Multiple turnovers cost Wildcats shot at first conference win
Turnovers were the Arizona football team's undoing Saturday against Pacific 10 Conference foe Stanford, as the Wildcats lost 20-16 before a Family Weekend crowd of 54,216 at Arizona Stadium.
In its first home conference game of 2005, Arizona (1-5, 0-3 Pac-10) committed five turnovers, three of which led to Cardinal scores.
"We killed ourselves," said senior tailback Mike Bell. "I know of a couple times myself I was dropping the ball and just being careless."
Stanford (3-2, 2-1) capitalized on three fumbles and two interceptions, playing on a short field most of the evening and committing no turnovers.
Bell got a touchdown on five of his game-high 88 yards late in the third quarter, cutting the Cardinal lead to 17-14. It was the Phoenix native's first rushing touchdown since Sept. 10 and ended a 33-minute Wildcat scoring drought.
Arizona got on the scoreboard just over six minutes into the first quarter when senior tailback Gilbert Harris capped off an 80-yard drive with a 1-yard touchdown run.
However, fumbles by redshirt sophomore quarterback Richard Kovalcheck and freshman wide receiver Mike Thomas and a Kovalcheck interception on successive possessions in the first half kept an offense that accrued 188 yards in the first two quarters out of the end zone.
"I'm very disappointed in our execution offensively," said Arizona head coach Mike Stoops. "For whatever reason, we can't find our rhythm."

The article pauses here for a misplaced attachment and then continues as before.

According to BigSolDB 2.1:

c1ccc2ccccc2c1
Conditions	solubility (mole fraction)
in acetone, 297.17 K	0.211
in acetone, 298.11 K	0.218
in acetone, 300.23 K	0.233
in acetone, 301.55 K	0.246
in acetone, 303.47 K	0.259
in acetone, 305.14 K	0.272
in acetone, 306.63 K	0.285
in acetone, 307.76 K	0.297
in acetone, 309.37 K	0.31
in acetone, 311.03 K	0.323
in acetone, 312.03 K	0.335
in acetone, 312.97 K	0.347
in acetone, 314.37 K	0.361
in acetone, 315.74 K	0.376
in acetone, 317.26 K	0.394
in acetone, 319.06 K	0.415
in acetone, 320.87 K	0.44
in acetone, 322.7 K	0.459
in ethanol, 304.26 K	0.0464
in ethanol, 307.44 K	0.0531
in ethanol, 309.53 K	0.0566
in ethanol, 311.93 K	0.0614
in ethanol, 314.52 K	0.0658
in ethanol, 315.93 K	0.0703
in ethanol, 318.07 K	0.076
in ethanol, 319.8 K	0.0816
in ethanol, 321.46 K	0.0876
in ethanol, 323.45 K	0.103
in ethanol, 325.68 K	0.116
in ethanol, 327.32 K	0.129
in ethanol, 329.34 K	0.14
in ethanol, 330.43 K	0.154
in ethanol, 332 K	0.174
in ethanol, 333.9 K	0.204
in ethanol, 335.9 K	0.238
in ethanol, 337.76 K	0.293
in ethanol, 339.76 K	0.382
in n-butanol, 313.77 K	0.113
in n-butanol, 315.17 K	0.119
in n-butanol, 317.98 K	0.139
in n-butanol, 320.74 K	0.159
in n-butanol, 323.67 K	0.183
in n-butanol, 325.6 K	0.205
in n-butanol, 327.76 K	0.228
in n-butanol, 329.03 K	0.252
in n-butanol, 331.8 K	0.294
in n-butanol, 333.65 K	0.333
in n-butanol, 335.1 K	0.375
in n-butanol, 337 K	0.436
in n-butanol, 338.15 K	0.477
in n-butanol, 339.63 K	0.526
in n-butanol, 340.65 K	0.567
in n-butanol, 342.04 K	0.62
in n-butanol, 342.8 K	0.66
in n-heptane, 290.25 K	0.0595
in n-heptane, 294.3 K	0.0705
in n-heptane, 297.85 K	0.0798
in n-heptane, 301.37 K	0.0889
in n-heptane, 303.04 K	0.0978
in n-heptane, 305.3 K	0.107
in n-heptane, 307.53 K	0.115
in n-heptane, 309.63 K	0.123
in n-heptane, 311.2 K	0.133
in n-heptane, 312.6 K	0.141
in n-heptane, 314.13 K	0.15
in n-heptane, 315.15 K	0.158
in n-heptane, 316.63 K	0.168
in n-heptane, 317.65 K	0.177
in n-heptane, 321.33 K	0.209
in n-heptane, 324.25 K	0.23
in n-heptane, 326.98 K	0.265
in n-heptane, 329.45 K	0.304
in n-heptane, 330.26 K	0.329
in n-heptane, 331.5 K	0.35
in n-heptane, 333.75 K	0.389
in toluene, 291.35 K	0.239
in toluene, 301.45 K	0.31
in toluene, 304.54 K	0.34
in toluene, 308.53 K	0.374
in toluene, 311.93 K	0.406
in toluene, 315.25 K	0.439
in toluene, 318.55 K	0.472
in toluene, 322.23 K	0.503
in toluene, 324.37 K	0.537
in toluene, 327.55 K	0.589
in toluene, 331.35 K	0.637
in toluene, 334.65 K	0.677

Despite struggling most of the night, the Stanford offense used error-free play and four drives that began in Wildcat territory to create a lead the Wildcats were unable to overcome.
Senior quarterback Trent Edwards carried the Cardinal with 137 yards on 16-of-26 passing and two touchdowns and was Stanford's leading rusher with 32 yards on nine carries.
Edwards' output totaled 87 percent of Stanford's entire offensive production.
"Our defense played well," Stoops said. "I don't think (Stanford) moved the ball downfield all night."
Of the four Stanford possessions that resulted in scores, only one began in Cardinal territory - an 80-yard, 10-play drive that opened the third quarter, capped off with a 10-yard touchdown pass from Edwards to junior tight end Michael Horgan.
Sophomore linebacker Spencer Larsen, who has been sidelined with knee and hamstring injuries at various times this season, had an impact in his first full outing since 2002. His nine tackles were a team high.
The Wildcat defense held Stanford to 195 yards of total offense and gave Arizona a chance to win in the fourth quarter, holding the Cardinal scoreless in the final stanza.
Stanford's last score came with 38 seconds remaining in the third quarter on a Michael Sgroi field goal, set up by a Kovalcheck fumble at the Arizona 23-yard line.
Arizona took possession at its own 49-yard line in
the fourth with just over three minutes remaining, trailing 20-14.
The Wildcats' comeback chances were dashed with 1:17 left, when safety Brandon Harrison intercepted a Kovalcheck desperation heave in the end zone.
On its ensuing possession, Stanford was forced into a three-and-out, and head coach Walt Harris called for an intentional safety to prevent a punt to dangerous Arizona kick return specialist Syndric Steptoe.
The strategy paid off, thanks in part to a 15-yard late-hit penalty, as a Cardinal free kick resulted in the Wildcats starting at their own 36 with under 10 seconds to go. Three last-ditch Kovalcheck efforts were unsuccessful.
It was a fitting end to a game Arizona players and coaches afterward called disappointing.
Junior tight end Brad Wood, who finished with five receptions for 31 yards, said the loss was particularly tough to swallow, as Arizona "expected great things" against Stanford.